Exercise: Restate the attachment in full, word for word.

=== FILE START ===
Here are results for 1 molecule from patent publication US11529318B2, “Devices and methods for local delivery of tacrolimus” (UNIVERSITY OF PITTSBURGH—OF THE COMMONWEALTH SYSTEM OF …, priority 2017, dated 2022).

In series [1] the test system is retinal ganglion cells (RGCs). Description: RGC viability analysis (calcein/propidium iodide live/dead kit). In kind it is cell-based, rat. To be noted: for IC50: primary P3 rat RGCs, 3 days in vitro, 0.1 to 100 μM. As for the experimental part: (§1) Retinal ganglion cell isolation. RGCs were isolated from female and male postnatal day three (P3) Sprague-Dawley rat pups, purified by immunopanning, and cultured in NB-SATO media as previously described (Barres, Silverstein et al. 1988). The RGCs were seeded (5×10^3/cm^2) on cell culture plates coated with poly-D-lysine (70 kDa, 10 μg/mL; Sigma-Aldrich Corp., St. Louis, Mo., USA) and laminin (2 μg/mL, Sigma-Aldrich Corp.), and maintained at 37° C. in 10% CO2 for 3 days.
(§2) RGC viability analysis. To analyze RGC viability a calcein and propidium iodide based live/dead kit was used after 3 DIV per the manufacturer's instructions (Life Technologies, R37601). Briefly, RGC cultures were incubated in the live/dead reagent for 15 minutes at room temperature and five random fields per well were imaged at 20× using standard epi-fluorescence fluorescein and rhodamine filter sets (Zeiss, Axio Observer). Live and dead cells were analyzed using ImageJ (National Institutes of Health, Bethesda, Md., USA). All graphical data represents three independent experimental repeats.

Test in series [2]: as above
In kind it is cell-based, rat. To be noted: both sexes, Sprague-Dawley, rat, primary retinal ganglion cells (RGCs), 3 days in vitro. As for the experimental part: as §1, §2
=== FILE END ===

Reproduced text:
Here are results for 1 molecule from patent publication US11529318B2, “Devices and methods for local delivery of tacrolimus” (UNIVERSITY OF PITTSBURGH—OF THE COMMONWEALTH SYSTEM OF …, priority 2017, dated 2022).

In series [1] the test system is retinal ganglion cells (RGCs). Description: RGC viability analysis (calcein/propidium iodide live/dead kit). In kind it is cell-based, rat. To be noted: for IC50: primary P3 rat RGCs, 3 days in vitro, 0.1 to 100 μM. As for the experimental part: (§1) Retinal ganglion cell isolation. RGCs were isolated from female and male postnatal day three (P3) Sprague-Dawley rat pups, purified by immunopanning, and cultured in NB-SATO media as previously described (Barres, Silverstein et al. 1988). The RGCs were seeded (5×10^3/cm^2) on cell culture plates coated with poly-D-lysine (70 kDa, 10 μg/mL; Sigma-Aldrich Corp., St. Louis, Mo., USA) and laminin (2 μg/mL, Sigma-Aldrich Corp.), and maintained at 37° C. in 10% CO2 for 3 days.
(§2) RGC viability analysis. To analyze RGC viability a calcein and propidium iodide based live/dead kit was used after 3 DIV per the manufacturer's instructions (Life Technologies, R37601). Briefly, RGC cultures were incubated in the live/dead reagent for 15 minutes at room temperature and five random fields per well were imaged at 20× using standard epi-fluorescence fluorescein and rhodamine filter sets (Zeiss, Axio Observer). Live and dead cells were analyzed using ImageJ (National Institutes of Health, Bethesda, Md., USA). All graphical data represents three independent experimental repeats.

Test in series [2]: as above
In kind it is cell-based, rat. To be noted: both sexes, Sprague-Dawley, rat, primary retinal ganglion cells (RGCs), 3 days in vitro. As for the experimental part: as §1, §2